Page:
Wednesday, March 13, 2013

On The Impact Of Emotions



It seems to be obvious and easy: A leader picks his team members based on their intelligence, their experience, their achievements, and their professional education. You pick the best ones, put them together in your team, each one on his speciality, and then you are all set for success. Yet, after a while, you realize that things are not going as well and smooth as you might have expected. You begin talking with each one of the team members. You talk about the task at hand, trying to find out what is hindering them to successfully finish the task. You are prepared for all sorts of task related reasons, instead you are suddenly confronted with a whole lot of personal emotions. Things, how people feel about their colleagues, for instance not being acknowledged enough, or maybe even ignored ... the tone of a colleague when talking to another one ... they didn’t like the food ...  your attitude towards them ... they might feel intimidated ... and then it goes deeper. There might also be a lot of positive emotions, like having had a great time the night before ... 

You might think this is not relevant, only working on successfully finishing the task is relevant. Well, think again, when Pandora’s box of emotions is opened. People are all day long exposed to all sorts of emotions, at work and also in their private lives. It never stops and has a deep impact on each one. It might be that an argument at home, when not addressed on time, will have a decisive impact on your project or task. Environment is stronger than willpower, and most people are not even aware of the flood of thoughts and emotions going through them and being triggered by seemingly unrelated events.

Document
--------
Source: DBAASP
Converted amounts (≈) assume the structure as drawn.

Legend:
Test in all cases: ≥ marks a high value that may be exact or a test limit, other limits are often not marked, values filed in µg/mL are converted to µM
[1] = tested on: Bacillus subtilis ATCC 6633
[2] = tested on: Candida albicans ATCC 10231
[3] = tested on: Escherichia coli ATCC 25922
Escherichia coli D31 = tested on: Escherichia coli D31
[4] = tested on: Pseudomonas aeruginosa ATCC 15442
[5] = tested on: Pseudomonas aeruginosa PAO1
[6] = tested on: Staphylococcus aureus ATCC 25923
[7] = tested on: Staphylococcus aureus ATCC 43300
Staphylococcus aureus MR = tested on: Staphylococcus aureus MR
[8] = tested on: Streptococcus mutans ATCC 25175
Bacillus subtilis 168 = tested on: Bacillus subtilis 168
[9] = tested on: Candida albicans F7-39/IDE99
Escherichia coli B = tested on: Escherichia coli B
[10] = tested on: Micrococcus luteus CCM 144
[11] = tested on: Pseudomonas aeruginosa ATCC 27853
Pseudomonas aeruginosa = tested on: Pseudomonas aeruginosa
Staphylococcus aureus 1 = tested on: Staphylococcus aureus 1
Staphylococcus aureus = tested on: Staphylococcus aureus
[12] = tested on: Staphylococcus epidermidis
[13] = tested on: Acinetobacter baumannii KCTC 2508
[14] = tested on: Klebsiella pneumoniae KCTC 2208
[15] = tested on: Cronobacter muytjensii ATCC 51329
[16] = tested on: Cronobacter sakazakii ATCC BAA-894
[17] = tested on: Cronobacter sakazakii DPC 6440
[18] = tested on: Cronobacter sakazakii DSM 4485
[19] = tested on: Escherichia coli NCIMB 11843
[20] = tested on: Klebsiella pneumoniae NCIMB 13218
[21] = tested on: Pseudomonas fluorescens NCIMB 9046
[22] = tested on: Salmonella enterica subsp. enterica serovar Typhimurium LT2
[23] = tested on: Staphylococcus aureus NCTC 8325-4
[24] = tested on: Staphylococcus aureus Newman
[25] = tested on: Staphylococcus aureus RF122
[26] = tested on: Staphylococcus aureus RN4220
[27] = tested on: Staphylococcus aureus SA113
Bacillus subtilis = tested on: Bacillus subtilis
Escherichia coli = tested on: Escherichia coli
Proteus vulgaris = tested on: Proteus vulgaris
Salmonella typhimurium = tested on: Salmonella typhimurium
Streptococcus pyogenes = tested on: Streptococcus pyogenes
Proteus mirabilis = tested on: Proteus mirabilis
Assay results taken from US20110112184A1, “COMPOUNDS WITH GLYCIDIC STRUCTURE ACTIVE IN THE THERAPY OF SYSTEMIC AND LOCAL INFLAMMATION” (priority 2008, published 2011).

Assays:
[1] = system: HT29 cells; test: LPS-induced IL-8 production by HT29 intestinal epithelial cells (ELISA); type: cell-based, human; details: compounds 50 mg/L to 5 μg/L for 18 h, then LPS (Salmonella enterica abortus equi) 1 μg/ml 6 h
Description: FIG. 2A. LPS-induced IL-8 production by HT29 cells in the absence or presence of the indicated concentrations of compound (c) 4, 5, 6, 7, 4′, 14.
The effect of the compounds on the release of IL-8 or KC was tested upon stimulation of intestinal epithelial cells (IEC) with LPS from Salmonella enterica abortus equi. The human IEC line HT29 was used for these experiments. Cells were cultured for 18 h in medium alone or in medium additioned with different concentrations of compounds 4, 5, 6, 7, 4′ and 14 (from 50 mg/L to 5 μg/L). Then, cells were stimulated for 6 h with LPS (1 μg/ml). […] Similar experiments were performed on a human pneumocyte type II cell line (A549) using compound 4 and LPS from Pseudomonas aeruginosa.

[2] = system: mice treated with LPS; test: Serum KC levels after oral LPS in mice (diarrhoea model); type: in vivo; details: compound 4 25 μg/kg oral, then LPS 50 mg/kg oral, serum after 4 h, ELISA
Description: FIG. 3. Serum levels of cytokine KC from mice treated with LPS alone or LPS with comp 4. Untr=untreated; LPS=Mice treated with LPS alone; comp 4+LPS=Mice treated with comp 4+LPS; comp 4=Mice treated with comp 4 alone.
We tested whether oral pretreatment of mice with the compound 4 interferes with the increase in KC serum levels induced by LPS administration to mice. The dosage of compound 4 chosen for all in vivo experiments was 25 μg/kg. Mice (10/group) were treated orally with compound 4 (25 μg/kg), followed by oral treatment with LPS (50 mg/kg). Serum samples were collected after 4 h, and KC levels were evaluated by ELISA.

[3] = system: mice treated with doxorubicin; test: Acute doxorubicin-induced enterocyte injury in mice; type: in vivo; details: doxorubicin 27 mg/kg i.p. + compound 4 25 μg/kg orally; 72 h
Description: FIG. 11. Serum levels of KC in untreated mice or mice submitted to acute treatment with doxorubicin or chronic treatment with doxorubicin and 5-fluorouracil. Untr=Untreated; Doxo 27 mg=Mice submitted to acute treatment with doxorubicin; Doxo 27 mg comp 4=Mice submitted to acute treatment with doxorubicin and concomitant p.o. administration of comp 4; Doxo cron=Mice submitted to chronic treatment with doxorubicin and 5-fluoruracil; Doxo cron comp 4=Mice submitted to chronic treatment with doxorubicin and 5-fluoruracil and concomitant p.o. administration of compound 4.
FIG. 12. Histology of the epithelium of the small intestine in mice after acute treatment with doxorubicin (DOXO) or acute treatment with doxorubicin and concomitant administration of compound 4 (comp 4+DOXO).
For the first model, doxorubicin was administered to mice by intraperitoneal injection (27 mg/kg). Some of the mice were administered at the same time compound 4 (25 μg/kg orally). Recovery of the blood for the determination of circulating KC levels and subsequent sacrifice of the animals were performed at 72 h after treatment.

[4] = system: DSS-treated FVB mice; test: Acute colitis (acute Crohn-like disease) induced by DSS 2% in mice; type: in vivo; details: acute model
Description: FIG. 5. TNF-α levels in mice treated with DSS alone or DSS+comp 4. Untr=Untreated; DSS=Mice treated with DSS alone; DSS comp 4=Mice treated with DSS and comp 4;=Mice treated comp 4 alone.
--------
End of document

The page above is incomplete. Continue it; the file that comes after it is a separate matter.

As a leader you must pay close attention to that. You should also have a highly developed sense of self awareness. After all you too are a human being and exposed to the same. Don’t ever underestimate the impact of the complex interaction of thoughts, emotions, awareness in the heads of your team members ... and your own head! A true leader is aware of that and able to pick up the cues and address these issues on time. 

No comments:

Post a Comment

Google+ Walter H Groth

Google+ Followers